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Why a Long Vacancy Period Leaves Your Property Vulnerable | Columbus Landlord Tips

Mitch Deminski - Friday, September 30, 2022

Why a Long Vacancy Period Leaves Your Property Vulnerable | Columbus Landlord Tips - Article Banner

Vacancy is bad. 

That’s an oversimplified statement, sure, but it really comes down to just that. When your Columbus rental property is left unoccupied, there are a lot of dangers that can befall it. No one likes to think about worst case scenarios, but an empty property may attract: 

  • Squatters

  • Burglars

  • Thieves

  • Criminals

  • Vandals

The list goes on. And all of that is outside the very real financial risk of a vacant home - no rental income. When you don’t have tenants living in your property, you’re not earning any money. But you are spending money. You’re paying to keep the utilities on and the snow shoveled. You’re paying to keep the property clean and maintained. You’re paying to market that property in the hopes that you’ll find a new tenant as quickly as possible. 

A long vacancy period leaves your property vulnerable to undetected maintenance issues, too. No one is there to report the slow leak in the kitchen sink. There’s also the matter of your insurance. A lot of companies will cancel your policy if your property is vacant for a certain period of time. They’ll force you to buy a specific policy for unoccupied homes that’s likely to be far more expensive.

In today’s blog, we’re not trying to scare you. But we are trying to drive home the importance of avoiding long vacancy periods. They’re unpleasant. They’re stressful. They lead to lower ROI and higher dangers. 

Let’s take a look at what could happen, and how to avoid it.

Vacant Properties in Columbus and Crime

Break-ins, thefts, vandalism, and other unpleasant activities happen in every neighborhood. It doesn't matter where your rental property is located. If it’s empty, it’s at risk. 

The people who take advantage of a vacant property might surprise you as well. Contractors watch other contractors. Neighbors take notice when people move out and no one moves in right away. We’ve found trailers missing from a jobsite and we’ve learned that untrustworthy people have noticed lockbox combinations and let themselves in even if they were not authorized to be in the property. 

You must be careful of who you trust and you must make sure that someone has eyes on your property almost every day that it’s vacant. 

A vacant rental home will attract the wrong kind of attention. With an empty residence, you could face vandalism issues and even theft. You might walk into the home and find the windows broken. It is possible thieves could steal minor things like light bulbs and major things like appliances or copper piping. We’ve heard of people taking off with air conditioning units and water heaters.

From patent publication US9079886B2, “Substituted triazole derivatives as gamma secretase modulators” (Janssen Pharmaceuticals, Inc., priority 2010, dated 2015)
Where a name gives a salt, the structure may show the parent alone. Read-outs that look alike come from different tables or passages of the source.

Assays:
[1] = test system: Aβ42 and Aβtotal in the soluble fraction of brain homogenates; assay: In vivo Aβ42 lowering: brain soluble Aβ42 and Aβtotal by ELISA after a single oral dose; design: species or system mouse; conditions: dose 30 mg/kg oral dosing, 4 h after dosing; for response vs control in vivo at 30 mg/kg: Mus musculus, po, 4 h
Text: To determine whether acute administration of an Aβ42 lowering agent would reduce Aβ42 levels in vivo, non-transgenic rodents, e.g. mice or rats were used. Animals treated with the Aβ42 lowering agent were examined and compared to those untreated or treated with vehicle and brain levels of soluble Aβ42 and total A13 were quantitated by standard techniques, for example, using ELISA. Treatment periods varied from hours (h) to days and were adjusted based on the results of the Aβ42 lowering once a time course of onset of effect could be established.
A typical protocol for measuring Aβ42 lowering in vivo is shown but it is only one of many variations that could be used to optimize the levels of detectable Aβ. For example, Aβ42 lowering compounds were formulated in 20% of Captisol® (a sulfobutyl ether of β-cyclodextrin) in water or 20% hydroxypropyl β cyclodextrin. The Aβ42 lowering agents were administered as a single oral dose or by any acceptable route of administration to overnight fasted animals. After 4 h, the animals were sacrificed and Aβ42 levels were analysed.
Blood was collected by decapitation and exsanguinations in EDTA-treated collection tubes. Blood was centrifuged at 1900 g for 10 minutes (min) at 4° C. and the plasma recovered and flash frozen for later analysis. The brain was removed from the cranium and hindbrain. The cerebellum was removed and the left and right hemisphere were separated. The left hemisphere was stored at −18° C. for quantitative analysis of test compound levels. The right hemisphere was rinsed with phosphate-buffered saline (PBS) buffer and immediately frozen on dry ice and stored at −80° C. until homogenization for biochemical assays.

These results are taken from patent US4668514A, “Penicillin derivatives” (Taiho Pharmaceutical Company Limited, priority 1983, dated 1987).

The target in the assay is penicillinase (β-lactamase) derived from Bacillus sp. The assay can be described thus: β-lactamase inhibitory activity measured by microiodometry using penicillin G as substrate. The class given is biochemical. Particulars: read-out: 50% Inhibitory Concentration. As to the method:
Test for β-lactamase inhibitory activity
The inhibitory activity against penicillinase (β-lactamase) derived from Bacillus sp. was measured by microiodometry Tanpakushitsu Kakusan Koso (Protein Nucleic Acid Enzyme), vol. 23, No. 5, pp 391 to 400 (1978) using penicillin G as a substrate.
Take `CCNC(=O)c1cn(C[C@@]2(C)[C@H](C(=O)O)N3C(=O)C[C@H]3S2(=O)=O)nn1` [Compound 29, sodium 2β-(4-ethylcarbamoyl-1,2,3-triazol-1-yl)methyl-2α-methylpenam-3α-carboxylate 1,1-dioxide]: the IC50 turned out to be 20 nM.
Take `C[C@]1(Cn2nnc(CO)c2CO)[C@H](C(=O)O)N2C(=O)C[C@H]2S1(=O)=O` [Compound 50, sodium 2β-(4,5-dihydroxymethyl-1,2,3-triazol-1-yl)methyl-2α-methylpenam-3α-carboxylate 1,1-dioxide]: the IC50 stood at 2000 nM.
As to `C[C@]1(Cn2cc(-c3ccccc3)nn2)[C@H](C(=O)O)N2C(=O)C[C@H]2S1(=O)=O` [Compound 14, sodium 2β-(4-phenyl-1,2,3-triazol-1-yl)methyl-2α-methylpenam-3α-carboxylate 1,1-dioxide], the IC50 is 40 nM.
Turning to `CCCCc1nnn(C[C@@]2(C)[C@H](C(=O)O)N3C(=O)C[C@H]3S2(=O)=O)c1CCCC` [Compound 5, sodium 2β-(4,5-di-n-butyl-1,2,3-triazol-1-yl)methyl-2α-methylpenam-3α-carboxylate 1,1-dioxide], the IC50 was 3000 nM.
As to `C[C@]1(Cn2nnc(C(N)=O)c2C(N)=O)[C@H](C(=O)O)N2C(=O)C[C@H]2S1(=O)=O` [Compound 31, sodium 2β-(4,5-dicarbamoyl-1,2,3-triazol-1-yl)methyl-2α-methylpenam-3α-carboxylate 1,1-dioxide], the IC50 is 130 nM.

Remember that criminals look for opportunity, and a vacant property is always going to be an attractive opportunity. You don’t have to be a criminal mastermind to target locations where you’re less likely to get caught. 

Vandalism tends to be a crime of opportunity and also recreation. While cleaning up graffiti is a nuisance and an expense, it’s not the worst that could happen. What you’re really worried about is a missing refrigerator or a collection of unknown people living on mattresses in the home you’re trying to rent out. 

One thing you can do to reduce the chances of your property being victimized is to upgrade your security. This is an expense, and it’s a big one. But, if you install security cameras on the outside of the property and even the inside, you can keep an eye on things. If something does get stolen or a squatter tries to move in, you’ll have a record of who was there and what they were doing. Local law enforcement will hopefully locate those who are responsible. Sometimes, just having security protocols in place will deter a vandal or a thief. 

Vacant Properties and Rental Scams 

There’s another danger when someone has access to your vacant rental property. 

They could be planning to scam you and numerous potential tenants. 

Here’s how the scam works:

  • Dishonest people steal legitimate marketing photos from online sites and create a listing with those photos and a much lower rental price than what’s actually being asked. 

  • The scammer will tell interested tenants that they have to get the place rented immediately. They’ll ask tenants to meet them at the property with cash and they can move right in.

  • Scammers will drill out the locks, hand over some keys, and collect the tenant’s cash.